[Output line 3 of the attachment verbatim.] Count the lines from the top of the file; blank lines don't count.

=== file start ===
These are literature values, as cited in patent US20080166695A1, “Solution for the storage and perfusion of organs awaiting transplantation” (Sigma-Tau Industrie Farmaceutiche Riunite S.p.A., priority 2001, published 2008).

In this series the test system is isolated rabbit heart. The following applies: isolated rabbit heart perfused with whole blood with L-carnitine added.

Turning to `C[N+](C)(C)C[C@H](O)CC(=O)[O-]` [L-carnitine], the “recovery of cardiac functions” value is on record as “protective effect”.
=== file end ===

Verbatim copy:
Turning to `C[N+](C)(C)C[C@H](O)CC(=O)[O-]` [L-carnitine], the “recovery of cardiac functions” value is on record as “protective effect”.